On the downside, gentrification and the destruction now under way of nearly half the city’s public-housing units have tightened the city’s affordable-housing crunch. As a result, many poor blacks are being pushed out of the city into desperately poor suburbs to the south.
Daley’s key political strategy has been to improve Chicago’s schools, once called the nation’s worst. The schools were a major cause of middle-class flight, and gave rise to a chorus of complaints over the quality of the area’s work force. Ten years ago, radical decentralization of school control unleashed a wave of creativity that led to some significant educational improvements. In 1995, the state Legislature gave Daley new powers over the schools, and his hand-picked leaders have instituted tougher testing standards for students and schools. The superintendent has directly intervened in failing schools. Students who fail standard tests even after summer school are held back to repeat a grade. Test scores have continued to improve, and the image of the Chicago schools has soared, with President Clinton touting the city’s policy of no "social promotions."
But there is strong evidence that the policy of holding students back, rather than offering remedial teaching alongside promotion, simply increases the number of dropouts. School reformers, parent groups and many teachers are rebelling against re-centralization of control over education, which they contend will undermine the more fundamental improvements in education wrought through the original school reform.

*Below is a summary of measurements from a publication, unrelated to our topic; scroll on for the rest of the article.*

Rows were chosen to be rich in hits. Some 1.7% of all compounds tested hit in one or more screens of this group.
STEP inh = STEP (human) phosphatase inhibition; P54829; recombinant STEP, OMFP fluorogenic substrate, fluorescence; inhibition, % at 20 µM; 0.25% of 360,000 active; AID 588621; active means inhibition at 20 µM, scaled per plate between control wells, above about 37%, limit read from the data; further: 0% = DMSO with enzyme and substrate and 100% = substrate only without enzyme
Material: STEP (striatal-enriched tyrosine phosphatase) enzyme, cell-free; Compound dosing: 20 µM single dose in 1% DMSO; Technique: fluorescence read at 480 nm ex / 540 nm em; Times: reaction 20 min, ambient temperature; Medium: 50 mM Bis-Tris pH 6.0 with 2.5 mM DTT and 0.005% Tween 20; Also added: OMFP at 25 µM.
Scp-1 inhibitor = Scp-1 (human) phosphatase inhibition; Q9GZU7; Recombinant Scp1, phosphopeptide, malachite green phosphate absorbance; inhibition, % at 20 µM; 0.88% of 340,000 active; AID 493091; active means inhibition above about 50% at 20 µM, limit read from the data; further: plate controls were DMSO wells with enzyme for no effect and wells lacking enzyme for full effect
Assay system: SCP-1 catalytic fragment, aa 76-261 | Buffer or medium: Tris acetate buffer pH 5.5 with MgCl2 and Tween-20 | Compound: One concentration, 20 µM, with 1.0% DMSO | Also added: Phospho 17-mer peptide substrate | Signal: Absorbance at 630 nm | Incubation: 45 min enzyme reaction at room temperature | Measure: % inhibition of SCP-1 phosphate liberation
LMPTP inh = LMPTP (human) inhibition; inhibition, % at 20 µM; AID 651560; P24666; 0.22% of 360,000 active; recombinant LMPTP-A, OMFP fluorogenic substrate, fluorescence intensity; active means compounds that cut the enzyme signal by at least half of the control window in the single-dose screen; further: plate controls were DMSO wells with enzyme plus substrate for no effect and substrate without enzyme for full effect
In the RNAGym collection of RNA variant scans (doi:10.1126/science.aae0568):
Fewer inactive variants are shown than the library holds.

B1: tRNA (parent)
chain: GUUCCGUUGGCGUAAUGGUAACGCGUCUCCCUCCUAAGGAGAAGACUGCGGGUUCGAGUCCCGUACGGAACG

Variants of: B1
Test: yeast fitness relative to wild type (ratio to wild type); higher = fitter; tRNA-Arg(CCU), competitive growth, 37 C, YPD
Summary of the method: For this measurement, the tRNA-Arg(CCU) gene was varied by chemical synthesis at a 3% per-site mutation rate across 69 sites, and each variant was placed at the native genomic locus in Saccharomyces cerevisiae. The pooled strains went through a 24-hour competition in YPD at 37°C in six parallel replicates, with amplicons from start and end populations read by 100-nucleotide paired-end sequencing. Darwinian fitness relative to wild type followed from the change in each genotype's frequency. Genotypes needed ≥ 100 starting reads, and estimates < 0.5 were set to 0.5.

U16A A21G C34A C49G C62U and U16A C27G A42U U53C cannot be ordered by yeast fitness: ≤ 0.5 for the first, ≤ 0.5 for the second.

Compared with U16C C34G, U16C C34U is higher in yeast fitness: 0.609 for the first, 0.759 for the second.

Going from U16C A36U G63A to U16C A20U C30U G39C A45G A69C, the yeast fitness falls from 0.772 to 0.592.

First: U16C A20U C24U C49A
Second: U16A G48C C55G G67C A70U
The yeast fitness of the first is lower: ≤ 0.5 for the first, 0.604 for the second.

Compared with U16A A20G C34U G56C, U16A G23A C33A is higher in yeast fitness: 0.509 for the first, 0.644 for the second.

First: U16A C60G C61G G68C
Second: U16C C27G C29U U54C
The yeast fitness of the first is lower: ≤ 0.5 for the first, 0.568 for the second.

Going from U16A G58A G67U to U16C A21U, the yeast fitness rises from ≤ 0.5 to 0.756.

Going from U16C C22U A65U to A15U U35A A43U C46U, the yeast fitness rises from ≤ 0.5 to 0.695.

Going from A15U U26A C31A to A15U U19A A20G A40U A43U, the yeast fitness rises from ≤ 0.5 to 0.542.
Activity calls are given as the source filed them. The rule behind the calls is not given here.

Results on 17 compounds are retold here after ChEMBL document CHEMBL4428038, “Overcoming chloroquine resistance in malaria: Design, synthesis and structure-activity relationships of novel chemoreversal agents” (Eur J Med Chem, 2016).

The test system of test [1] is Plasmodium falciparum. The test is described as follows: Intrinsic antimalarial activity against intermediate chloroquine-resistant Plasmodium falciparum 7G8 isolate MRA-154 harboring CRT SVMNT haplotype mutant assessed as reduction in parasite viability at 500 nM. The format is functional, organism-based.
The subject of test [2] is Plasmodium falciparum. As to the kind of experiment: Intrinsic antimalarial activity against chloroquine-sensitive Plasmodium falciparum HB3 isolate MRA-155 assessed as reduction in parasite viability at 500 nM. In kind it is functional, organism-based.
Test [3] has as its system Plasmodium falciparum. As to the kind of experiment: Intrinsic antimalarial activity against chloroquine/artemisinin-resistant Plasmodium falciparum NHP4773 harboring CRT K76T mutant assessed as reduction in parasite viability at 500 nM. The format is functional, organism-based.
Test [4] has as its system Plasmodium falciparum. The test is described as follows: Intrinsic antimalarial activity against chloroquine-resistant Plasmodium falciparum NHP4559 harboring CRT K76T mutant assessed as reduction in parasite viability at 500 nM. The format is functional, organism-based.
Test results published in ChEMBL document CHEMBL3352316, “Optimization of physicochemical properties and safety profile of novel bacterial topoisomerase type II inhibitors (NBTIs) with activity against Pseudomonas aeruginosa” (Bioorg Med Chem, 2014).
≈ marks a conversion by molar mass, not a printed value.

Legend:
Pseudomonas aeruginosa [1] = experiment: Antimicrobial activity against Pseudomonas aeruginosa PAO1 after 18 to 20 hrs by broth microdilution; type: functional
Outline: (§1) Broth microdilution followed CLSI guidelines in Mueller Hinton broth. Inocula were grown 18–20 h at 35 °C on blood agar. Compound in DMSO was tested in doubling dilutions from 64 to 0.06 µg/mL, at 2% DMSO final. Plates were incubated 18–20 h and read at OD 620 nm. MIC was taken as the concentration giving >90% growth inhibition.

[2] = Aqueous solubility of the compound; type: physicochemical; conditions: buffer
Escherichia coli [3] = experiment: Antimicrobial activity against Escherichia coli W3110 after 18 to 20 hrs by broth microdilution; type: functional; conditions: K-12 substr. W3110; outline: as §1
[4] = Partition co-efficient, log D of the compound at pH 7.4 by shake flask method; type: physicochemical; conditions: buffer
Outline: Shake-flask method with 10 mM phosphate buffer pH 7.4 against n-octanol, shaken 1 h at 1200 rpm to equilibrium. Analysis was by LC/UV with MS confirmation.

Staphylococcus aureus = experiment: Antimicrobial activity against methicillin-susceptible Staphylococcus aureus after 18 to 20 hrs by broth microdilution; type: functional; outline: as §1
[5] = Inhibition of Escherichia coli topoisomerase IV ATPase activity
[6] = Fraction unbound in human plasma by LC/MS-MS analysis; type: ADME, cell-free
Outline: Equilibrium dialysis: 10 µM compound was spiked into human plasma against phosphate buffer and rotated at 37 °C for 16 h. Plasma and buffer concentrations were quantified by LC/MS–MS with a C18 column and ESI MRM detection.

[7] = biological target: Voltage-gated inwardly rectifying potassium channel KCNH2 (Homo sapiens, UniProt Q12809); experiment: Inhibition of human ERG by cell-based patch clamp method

More broadly, progressives criticize Daley for his insistence on centralized, corporate-style command of the city and his rejection of the kind of participatory democracy that Harold Washington had encouraged. Whether the focus is the schools, the police, economic development or nearly any other city policy, Daley’s initiatives have been weakened by his refusal to involve the city’s citizens and their organizations.
The challenge for progressives is to devise a new urban strategy that builds on citizen participation as a key to rebuilding the cities — fashioning a "machine of democracy" as an alternative both to Daley’s corporate management and to the long-faded Democratic machine of Chicago lore.